Tuples are mixed lists. An array has the same purpose in other languages.

Tuple in Rust

let t = (4, 5.0, false, "hello");

Mixed array in modern languages

array t = [ 4, 5.0, false, "hello" ]
The switch structure is renamed match to be modern. The bottom line is that it is more elaborate, as in Scala.

Match in Rust

let x : int = 1;
match x {
  0 => { println!("Not found"); } 
  1 => { println!("Found"); } 
  _ => { println!("Default"); } // default

Switch case in C

int x = 1;
switch(x) {
  case 0: puts("Not found"); break;
  case 1: puts("Found"); break;
The for loop inspired by Python is the only case where Rust is simpler than C. Premiminary versions of the language write: for i in range(0, 10). Then it has been discovered that Scriptol's langage syntax is the best.


for i in 0..10 {


for(i = 0; i <= 10; i++) {
Rust uses a special structure for loops with no defined limit, not really necessary.


let ctr = 0;
loop {
  ctr += 1;
  if(ctr == 1) {


#define forever 1
int ctr = 0;
while(forever) {
  ctr += 1;
  if(ctr == 1) {
The declaration of a function shows the slang aspect of Rust compared to C! Header more complicated with no reason, return simpler but unnecessarily less secure, where is the consistency?


fn mult(x: int, y: int) -> int {
  x * y


int mult(int x, int y) {
  return (x * y);
Reading a file line by line.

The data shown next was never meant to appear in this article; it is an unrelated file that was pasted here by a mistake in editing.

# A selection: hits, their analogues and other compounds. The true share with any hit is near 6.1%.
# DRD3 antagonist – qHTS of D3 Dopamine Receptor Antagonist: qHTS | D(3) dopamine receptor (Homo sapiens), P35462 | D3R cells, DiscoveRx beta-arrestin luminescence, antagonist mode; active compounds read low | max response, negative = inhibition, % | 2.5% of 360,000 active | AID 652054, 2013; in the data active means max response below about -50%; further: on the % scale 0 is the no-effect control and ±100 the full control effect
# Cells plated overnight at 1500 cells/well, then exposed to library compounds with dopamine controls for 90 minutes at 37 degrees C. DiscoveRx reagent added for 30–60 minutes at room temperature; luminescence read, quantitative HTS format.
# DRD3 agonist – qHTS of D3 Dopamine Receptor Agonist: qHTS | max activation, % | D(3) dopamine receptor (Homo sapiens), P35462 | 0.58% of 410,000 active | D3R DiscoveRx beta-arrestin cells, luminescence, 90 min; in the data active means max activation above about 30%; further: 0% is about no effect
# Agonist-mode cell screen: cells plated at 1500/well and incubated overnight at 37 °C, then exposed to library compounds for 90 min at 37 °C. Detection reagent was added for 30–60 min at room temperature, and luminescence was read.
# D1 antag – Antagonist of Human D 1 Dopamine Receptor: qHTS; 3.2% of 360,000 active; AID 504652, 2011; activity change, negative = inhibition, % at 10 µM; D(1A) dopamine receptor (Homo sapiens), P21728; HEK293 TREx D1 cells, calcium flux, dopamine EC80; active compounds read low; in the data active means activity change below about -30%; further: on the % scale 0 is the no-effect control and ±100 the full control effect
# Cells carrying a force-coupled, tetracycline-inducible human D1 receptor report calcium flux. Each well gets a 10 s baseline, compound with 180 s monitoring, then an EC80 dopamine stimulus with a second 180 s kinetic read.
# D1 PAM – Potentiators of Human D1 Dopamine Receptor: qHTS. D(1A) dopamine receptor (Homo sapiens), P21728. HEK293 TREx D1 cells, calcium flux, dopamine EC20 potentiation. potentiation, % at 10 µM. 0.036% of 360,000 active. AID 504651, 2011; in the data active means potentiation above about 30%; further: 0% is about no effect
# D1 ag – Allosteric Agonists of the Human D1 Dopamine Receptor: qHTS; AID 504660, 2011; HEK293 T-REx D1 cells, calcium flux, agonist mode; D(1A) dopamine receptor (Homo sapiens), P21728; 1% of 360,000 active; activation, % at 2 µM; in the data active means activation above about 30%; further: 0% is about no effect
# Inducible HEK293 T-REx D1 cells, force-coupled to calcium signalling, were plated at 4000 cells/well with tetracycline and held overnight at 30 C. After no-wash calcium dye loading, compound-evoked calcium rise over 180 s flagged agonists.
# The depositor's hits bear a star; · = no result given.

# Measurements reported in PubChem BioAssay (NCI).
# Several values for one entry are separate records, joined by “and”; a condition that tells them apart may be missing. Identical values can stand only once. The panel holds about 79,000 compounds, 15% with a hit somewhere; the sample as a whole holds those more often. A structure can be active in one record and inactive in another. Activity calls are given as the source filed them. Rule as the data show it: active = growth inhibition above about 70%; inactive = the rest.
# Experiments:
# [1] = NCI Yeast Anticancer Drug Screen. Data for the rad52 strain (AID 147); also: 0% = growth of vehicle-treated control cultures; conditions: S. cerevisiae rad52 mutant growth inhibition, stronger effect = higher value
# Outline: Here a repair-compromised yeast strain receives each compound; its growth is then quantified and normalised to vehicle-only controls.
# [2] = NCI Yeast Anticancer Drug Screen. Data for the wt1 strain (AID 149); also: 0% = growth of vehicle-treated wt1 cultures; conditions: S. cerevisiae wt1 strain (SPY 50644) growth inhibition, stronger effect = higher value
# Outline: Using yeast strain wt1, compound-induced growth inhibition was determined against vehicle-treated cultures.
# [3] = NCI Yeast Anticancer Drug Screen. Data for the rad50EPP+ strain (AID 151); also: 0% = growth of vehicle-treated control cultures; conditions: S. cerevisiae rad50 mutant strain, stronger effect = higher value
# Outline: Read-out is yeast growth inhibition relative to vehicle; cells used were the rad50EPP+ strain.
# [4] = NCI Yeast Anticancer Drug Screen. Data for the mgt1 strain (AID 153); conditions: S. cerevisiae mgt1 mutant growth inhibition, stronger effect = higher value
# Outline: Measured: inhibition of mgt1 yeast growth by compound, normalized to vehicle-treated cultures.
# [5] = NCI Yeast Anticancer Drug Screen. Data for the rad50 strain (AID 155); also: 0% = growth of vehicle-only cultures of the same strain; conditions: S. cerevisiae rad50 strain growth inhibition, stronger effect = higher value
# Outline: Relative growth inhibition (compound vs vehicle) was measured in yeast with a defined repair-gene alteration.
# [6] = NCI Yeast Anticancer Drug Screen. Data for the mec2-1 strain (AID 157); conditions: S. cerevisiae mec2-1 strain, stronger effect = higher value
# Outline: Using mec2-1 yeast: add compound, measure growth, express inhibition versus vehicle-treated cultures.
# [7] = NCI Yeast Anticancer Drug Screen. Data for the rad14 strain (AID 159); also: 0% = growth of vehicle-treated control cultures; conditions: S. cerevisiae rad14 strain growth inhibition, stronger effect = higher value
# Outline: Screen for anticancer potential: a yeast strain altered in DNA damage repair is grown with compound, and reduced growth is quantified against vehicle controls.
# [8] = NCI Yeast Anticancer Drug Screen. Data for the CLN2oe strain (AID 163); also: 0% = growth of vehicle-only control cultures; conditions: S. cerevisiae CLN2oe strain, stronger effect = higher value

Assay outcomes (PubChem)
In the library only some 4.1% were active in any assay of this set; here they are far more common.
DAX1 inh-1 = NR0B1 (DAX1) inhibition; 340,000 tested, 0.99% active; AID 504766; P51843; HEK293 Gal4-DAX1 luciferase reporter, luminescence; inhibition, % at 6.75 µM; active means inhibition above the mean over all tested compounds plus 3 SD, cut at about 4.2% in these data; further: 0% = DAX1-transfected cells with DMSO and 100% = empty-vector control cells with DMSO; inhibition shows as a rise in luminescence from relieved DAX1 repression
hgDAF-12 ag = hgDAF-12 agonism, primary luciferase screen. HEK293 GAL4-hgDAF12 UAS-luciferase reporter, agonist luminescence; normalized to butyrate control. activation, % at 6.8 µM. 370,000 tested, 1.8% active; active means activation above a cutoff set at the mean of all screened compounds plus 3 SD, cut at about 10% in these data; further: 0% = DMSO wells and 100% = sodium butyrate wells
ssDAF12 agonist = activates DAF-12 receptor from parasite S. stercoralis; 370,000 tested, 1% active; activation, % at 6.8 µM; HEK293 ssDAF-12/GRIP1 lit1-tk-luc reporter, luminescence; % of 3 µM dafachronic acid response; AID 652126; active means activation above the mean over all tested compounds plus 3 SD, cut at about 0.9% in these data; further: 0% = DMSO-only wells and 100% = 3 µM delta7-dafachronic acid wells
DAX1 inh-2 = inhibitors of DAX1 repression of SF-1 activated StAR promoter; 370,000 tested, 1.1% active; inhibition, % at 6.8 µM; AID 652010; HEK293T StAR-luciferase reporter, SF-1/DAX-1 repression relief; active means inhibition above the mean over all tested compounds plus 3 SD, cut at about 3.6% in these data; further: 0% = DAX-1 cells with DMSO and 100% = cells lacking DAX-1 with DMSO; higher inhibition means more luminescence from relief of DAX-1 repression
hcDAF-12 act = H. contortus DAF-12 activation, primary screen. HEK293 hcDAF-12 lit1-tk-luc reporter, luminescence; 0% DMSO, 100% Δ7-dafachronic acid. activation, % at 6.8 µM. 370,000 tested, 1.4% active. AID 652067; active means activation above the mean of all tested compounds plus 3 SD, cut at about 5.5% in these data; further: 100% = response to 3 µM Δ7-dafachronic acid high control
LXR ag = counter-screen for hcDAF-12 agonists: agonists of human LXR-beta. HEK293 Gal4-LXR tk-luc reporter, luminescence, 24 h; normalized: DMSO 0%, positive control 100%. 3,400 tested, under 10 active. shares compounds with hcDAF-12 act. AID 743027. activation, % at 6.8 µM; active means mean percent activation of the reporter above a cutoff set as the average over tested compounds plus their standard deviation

let filename = "myfile.txt";
let f = try!(File::open(filename));
let mut file = BufReader::new(&f);
for x in file.lines() {
    let line = x.unwrap();
    println!("{}", line); 


char *filename = "myfile.txt";
string line;
ifstream file(filename);
while(getline(file, line)){
   cout << line << endl;
struct has the role of a classe but methods are added separately, which is an option in C++.

Struct in Rust

struct Point {
    x: int,
    y: int,

impl Point {
    fn Start() -> Point {
        Point { x: 0, y: 0 }

Class in C++

class Point {
    int x;
    int y;
    Point Start() {
       x = 0; 
       y = 0;
       return this;


In conclusion, Rust was designed as a system language to replace C++ with a safer memory management, a point we do not deny. Was it necessary to achieve this change by making the syntax so obscure? The motivations of the authors are not clear because the flaws of C, such as semicolons (an error according to the C authors themselves) are retained, but the simplicity of the declarations is not.
The possibilities of the elements of the language were also restricted to reduce the risk of errors. This is something that did not turned well in the past to Pascal or Modula.

Should we use Rust?

Should we use Rust, so choose it rather than Go or C++? We will put Go aside because it competes more with server languages ​​like Java, Python, PHP, the garbage collector may be an annoyance for system programming, and its online modules too, and also the lack of generics.
It remains to choose between the insecurity of C++ when badly used, but with total freedom to achieve what you want, or deal with the obscure syntax of Rust for a safer memory management. They are many reasons for programmers to stay on C++: tons of libraries, all the usefull developement tools, speed of execution...

Reference : Rust reference manual.

Similar projects: Cyclone (ATT), Checked C (Microsoft).

Programming and data languages Asm.js - Basic - C - C++ - C# - Dart - Go - Java - JavaScript - Julia - Pascal - PHP - Prolog - Python - Ruby - Rust - Scala - Scriptol - Swift - TypeScript - HTML - Wasm - XML - XAML - SQL